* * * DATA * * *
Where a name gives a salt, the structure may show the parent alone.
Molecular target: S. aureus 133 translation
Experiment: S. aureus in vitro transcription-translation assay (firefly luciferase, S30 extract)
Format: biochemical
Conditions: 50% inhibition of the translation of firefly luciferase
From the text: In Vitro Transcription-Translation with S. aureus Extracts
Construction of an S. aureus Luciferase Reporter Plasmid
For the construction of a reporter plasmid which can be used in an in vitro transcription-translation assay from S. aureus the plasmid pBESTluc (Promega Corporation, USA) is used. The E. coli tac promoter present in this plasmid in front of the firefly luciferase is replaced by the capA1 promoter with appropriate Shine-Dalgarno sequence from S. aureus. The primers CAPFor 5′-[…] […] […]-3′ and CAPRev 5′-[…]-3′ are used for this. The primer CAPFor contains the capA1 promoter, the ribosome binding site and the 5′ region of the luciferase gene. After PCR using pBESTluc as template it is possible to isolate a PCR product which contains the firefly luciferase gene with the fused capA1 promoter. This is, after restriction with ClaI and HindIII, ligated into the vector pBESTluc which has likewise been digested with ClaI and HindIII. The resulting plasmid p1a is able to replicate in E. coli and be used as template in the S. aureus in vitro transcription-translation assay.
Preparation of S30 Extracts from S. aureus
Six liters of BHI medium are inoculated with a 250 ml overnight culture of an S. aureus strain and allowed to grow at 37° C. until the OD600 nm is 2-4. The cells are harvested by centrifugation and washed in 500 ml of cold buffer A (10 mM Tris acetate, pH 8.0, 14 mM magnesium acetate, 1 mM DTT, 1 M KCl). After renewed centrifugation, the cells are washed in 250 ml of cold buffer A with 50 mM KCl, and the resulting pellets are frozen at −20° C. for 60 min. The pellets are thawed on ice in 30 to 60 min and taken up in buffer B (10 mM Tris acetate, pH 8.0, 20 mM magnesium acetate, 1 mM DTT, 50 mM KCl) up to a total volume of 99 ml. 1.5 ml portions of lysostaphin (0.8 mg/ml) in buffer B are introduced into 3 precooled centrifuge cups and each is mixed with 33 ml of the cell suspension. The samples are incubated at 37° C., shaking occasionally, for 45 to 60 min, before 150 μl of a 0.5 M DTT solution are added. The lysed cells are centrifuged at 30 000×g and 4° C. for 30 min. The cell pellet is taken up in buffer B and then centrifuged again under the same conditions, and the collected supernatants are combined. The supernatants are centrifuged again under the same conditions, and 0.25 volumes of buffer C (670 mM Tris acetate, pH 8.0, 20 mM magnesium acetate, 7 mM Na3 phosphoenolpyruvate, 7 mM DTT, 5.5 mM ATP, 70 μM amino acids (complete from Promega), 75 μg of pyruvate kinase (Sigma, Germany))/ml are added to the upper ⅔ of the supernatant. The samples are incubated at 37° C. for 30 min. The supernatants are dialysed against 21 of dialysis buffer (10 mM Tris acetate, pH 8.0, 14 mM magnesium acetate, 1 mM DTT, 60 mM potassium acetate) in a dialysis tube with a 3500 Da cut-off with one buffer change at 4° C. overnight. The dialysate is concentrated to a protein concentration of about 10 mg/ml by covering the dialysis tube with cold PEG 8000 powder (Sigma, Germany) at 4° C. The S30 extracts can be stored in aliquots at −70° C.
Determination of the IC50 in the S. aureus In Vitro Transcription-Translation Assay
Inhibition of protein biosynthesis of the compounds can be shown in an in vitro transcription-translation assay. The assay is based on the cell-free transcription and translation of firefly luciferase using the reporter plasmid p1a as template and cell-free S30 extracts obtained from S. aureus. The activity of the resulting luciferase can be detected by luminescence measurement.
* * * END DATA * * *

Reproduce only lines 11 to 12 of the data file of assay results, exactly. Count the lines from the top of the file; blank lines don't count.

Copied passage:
Determination of the IC50 in the S. aureus In Vitro Transcription-Translation Assay
Inhibition of protein biosynthesis of the compounds can be shown in an in vitro transcription-translation assay. The assay is based on the cell-free transcription and translation of firefly luciferase using the reporter plasmid p1a as template and cell-free S30 extracts obtained from S. aureus. The activity of the resulting luciferase can be detected by luminescence measurement.